And we want to bring you up-to-date on our faculty’s latest achievements. Assistant Professor of Music Miles Brown is a member of the internationally renown ensemble Alarm Will Sound, which played on the Oakland campus in 2012. This year, the ensemble is in residence at the Metropolitan Museum of Art in New York.  Describing Alarm Will Sound’s ethos is not easy but this is how the Met did it on their website: “Alarm Will Sound [is] one of the most creative ensembles working today. Hailed by New York Magazine as ‘the Seal Team Six of new music,’ Alarm Will Sound creates unique and thrilling performance experiences. Just beyond the cutting edge of music, dance, and theater, this hugely respected and highly accomplished group of performer-composers turns its collective imagination for one year to the Met's permanent collection and galleries.”

When they lived in New York, department chair Jackie Wiggins and her husband Bob frequently attended the performances of artists who held this highly prestigious residency. If you are on the East coast and would like to see Alarm Will Sound this season check the Met’s schedule here. And read more about Alarm Will Sound and the residency in this OU News Article.

Assistant Professor of Music Jeffrey Heisler joined the OU faculty in September and dazzled Varner audiences with his saxophone performance in November. Later in the month he toured Florida, with his wife, pianist I-Chen Yeh. On November 22, Jeff gave a saxophone masterclass at the University of Central Florida, which was followed by a concert for saxophone and piano featuring works by Stulman, Sekhon, Biedenbender, Chen Yi, Lauba, and Bolcom. On November 24, the duo performed at the Central Florida Composer's Forum Concert in Orlando, where they gave world premiere performances by pieces by Orlando area composers: Thad Anderson, Justin White, Keith Lay, David James Nielsen, Scott Dickinson, Robby Elfman and Timothy Stulman. You can read more about the duo here.    Professor Heisler and I-Chen Yeh will perform in Varner as a duo on March 10, when they will offer a program of virtuosic contemporary music.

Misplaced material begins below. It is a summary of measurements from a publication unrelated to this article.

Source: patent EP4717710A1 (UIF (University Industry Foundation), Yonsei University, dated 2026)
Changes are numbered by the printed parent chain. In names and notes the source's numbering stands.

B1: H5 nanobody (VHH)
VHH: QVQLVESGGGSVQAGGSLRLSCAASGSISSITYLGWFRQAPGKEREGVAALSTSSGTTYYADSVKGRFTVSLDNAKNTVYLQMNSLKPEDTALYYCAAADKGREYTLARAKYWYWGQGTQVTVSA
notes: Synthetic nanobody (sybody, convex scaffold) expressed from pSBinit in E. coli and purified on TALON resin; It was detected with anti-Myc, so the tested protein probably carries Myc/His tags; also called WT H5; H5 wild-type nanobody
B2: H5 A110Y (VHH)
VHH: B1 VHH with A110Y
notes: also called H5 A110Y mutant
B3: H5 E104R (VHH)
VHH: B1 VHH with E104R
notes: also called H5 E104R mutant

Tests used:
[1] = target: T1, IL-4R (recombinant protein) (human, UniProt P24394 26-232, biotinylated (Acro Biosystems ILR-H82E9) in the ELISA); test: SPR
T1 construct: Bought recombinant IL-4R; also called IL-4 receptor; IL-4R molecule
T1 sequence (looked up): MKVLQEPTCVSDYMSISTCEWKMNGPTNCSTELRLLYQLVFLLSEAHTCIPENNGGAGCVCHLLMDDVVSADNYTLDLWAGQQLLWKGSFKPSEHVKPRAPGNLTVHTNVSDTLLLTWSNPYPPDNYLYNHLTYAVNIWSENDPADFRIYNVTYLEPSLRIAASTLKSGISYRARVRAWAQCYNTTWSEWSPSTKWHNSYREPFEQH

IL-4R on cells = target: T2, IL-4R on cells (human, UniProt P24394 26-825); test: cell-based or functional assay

And the University Research Committee approved a Faculty Research Fellowship Grant for Professor Heisler, to permit him to record, produce and publish a CD of new music for saxophone with pianist I-Chen Yeh. He said, “This research fellowship will allow me to record repertoire for saxophone that I have commissioned, premiered, or arranged for this instrument.” Among those works will be Vermont Counterpoint by Steve Reich; Monologue: Impressions of the True Story of Ah-Q by Chen Yi; Brahma Viharas by Timothy Stulman; SPP by Philippe Leroux (world premiere recording); Gradient by Baljinder Sekhon (world premiere recording); and Images by David Biedenbender.

Assistant Professor of Dance Elizabeth Kattner also received a research grant from the university.

Assistant Professors of Dance Thayer Jonutz and Ali Woerner received an invitation from the National Dance Education Organization to present a two-hour intensive at the NDEO Conference Chicago 2014. Professor Woerner said, “They received such strong feedback on our session this past October when we presented a 50- minute class at the NDEO Conference Miami that they have extended this offer to us. We could not be more excited and humbled by this news, especially since it is a result of our peers' feedback.”

Your feedback is always welcome. Please send us your news. We would love to share it with your OU friends. Email us at gellis@oakland.edu

Photos
Top right: Nicolette Book
Middle left: The OU World Percussion Ensemble with Mark Stone at the Percussive Arts Society International Convention
Middle right: Professor Jackie Wiggins and Dr. Daniel Abrahams
Lower right: The princesses of Enchanted Tales Entertainment